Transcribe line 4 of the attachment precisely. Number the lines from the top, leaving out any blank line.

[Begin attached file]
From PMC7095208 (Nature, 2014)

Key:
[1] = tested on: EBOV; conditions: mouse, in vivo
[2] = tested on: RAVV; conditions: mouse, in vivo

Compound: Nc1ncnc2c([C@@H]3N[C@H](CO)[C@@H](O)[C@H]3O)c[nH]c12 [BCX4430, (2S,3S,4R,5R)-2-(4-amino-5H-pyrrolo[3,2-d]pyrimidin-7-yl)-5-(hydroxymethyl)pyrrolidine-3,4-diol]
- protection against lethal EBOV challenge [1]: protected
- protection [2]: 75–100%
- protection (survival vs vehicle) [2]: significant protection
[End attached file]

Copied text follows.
[2] = tested on: RAVV; conditions: mouse, in vivo